UN Human Rights Probe Wants Access to North Korea


A United Nations investigation into human rights abuses in North Korea has called on the authorities in Pyongyang to allow them into the country to collect evidence on the ground.

Retired Australian judge Michael Kirby, the chairman of the three-member Commission of Inquiry, said Pyongyang had not directly replied to an invitation to participate in the commission hearings. The commission’s repeated requests for access included a formal written letter to North Korean leader Kim Jong Un, but it has had no direct response.

“Lacking direct access to the Democratic People’s Republic of Korea, we are still able to gather numerous first-hand accounts from people who have managed to leave the country in recent years,” Mr. Kirby said in a news release.

He reiterated the benefits Pyongyang would gain by cooperating.

"An ounce of evidence is worth a pound of many, many insults," Mr. Kirby said. "Those who criticize the commission should provide the evidence."

Established by the UN Human Rights Council in March this year, the Commission is tasked with investigating the “systematic, widespread and grave violations of human rights” in the DPRK in order to ensure full accountability, in particular for violations that may amount to crimes against humanity.

The inquiry has wrapped up five days of disturbing hearings in the South Korean capital Seoul - mostly testimony from North Korean defectors.

The panel members move next to Japan to address the issue of abductions of Japanese nationals by North Korea decades ago. The abductions remain a sharp issue in Japan and a point of tension between the two countries. Commission members also plan to collect witness testimony in Thailand, Britain and the United States.

North Korea, which strongly denies allegations of rights abuses, refused to recognise the UN body’s mission and barred it from visiting the country.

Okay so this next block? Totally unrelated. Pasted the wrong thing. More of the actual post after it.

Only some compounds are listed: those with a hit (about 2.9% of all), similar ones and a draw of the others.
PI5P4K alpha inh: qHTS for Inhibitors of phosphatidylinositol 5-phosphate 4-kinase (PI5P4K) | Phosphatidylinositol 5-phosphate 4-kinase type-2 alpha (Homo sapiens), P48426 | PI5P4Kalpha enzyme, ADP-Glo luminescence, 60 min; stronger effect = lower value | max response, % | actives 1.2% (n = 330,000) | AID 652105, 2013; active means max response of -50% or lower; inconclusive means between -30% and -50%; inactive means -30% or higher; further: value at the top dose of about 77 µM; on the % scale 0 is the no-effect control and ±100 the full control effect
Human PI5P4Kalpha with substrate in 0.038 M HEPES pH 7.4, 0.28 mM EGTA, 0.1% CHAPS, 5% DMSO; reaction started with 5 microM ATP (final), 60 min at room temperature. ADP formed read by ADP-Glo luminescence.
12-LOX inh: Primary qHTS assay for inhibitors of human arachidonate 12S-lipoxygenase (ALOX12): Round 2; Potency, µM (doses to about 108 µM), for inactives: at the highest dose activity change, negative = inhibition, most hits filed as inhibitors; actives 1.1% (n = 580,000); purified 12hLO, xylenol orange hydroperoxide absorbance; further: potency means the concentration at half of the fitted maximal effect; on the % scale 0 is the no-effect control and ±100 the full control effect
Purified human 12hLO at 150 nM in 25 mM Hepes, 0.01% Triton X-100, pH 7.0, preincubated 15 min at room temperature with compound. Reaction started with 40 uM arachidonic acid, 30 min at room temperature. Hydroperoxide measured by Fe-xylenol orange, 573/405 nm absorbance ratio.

"The issue of the 'human rights' touted by the south Korean authorities…is a plot hatched by the U.S. and other hostile forces to justify their moves for hurting and stifling a sovereign state," Pyongyang's official Korean Central News Agency said.

Mr. Kirby stressed that the commission is conducting the inquiry with impartiality and with no preconceptions.

The Commission is scheduled to present an oral update to the UN Human Rights Council in September this year in Geneva, and to the UN General Assembly in New York in October. A final written report will be submitted to the Human Rights Council next March.

Kirby said he expected the UN to act on any recommendations the commission might make. Many North Korean defectors hope that the United Nations Security Council will ask the International Criminal Court to indict North Korean leaders for crimes against humanity.

“We hope their brave decision to testify will raise the international profile of the human rights situation in North Korea – not just with a general global audience, but also among the member states of the United Nations,” he added in a statement issued by the UN human rights Office.



Story Sources: United Nations and the New York Times.

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Image: A North Korean soldier keeps watch over the demilitarized zone betwee both countries with his binoculars. 

Source: Thomas Bougher Flickr